Wednesday morning Alex got a spinal injection to calm the nerve pain following his back surgery. He took a nap when we got home, and I thought everything was going well. After lunch he went to the toilet. Fortunately, I was close by when he called for help.
I opened the door and saw that he was very pale and sweating profusely. I got a wet washcloth and put it on the back of his neck. I got another one, and when I put it on his forehead, he collapsed. I lifted his chin, and although his eyes were open, he appeared to be gone. I said, “Alex! Look at me. Smile at me.” His eyes closed and he slumped over.
Fortunately, we have a phone next to the stool, so I held him with one arm and called 911. I gave my name and address and told the dispatcher what was happening. She asked, “Is he having difficulty breathing?”
I said, “I don’t think he is breathing.” She asked another question or two, and after what seemed like a very long time, Alex sucked in a long, deep breath. He snored loudly three times, and opened his eyes. We cancelled the ambulance, but ended up spending eight hours in the ER to make sure he was okay.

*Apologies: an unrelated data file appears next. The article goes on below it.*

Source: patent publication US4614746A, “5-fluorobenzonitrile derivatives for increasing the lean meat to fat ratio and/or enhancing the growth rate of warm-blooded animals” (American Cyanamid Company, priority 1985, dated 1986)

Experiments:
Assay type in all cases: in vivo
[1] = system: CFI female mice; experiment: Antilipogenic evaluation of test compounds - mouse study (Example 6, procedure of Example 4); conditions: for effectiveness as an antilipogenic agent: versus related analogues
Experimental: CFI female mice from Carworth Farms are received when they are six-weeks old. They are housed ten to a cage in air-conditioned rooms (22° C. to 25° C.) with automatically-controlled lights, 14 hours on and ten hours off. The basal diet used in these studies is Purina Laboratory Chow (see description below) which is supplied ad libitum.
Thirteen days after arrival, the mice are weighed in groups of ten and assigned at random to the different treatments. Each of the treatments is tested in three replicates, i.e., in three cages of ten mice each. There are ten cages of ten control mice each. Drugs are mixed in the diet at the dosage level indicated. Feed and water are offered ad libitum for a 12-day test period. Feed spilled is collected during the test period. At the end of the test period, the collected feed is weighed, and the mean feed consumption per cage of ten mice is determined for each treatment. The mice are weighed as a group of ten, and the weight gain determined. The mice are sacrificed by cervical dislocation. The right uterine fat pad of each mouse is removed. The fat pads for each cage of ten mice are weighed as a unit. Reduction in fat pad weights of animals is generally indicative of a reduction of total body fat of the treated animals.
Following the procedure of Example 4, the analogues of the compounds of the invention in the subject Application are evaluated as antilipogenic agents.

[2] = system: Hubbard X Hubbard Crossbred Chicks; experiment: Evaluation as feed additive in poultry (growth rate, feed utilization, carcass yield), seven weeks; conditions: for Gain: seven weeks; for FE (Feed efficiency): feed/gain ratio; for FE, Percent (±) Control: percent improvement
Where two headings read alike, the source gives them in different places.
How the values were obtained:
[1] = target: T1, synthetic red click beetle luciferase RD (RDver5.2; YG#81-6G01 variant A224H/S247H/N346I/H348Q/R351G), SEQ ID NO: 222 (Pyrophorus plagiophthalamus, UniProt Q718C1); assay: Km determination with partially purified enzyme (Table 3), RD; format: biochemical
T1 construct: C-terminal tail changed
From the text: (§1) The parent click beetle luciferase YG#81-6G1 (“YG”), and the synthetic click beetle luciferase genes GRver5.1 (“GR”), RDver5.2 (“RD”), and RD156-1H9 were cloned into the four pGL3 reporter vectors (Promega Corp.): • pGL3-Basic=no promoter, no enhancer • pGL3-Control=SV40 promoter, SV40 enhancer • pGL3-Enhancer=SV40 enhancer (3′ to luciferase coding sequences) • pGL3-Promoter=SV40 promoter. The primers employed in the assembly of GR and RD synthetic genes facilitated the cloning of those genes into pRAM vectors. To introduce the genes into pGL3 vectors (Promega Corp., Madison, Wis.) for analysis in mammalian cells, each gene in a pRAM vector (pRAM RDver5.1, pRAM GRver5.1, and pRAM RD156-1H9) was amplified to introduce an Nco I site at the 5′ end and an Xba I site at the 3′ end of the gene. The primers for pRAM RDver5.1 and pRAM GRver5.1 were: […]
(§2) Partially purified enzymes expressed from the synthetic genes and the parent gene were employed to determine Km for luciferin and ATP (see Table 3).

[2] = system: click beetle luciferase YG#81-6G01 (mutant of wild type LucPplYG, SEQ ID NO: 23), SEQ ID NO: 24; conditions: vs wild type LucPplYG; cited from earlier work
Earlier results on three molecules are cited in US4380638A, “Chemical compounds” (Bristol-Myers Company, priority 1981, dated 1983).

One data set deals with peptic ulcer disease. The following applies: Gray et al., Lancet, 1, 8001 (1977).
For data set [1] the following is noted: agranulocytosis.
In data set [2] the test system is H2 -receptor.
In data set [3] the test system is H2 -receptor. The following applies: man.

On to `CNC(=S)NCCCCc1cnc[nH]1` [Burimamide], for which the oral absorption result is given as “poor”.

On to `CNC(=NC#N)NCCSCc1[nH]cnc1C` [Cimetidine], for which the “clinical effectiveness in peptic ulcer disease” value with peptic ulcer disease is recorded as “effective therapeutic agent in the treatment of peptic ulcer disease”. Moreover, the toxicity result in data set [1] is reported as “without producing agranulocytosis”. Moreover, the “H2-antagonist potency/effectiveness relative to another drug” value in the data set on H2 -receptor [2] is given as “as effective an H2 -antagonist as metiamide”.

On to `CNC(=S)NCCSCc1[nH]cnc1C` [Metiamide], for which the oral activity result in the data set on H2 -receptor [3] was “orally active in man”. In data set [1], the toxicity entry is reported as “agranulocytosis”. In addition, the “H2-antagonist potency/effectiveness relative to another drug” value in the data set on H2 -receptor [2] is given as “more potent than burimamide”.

Turns out it was a combination of too much pain and medication for too long. His chemistry was out of whack. The prescription was for him to go home and eat bananas and drink Gatorade to raise his levels of potassium and sodium.
We felt relieved until the next morning when the pain in his leg returned. He got another shot yesterday morning, and today it appears that he has finally turned the corner.
Thinking that my husband was either dead or in the process of dying was the scariest moment of my life. Experiencing unrelenting, horrific pain for weeks on end has been traumatic for Alex.
We know it’s going to take both of us a little time to relax and recover. We neither one want to dwell on the trauma, so we are trying to rest and focus on the upside of this situation. We both feel that this experience has made us even more aware of our love and appreciation for each other. We didn’t really need to be reminded of how lucky we are to have one another, but that’s the lesson we are choosing to take away from it.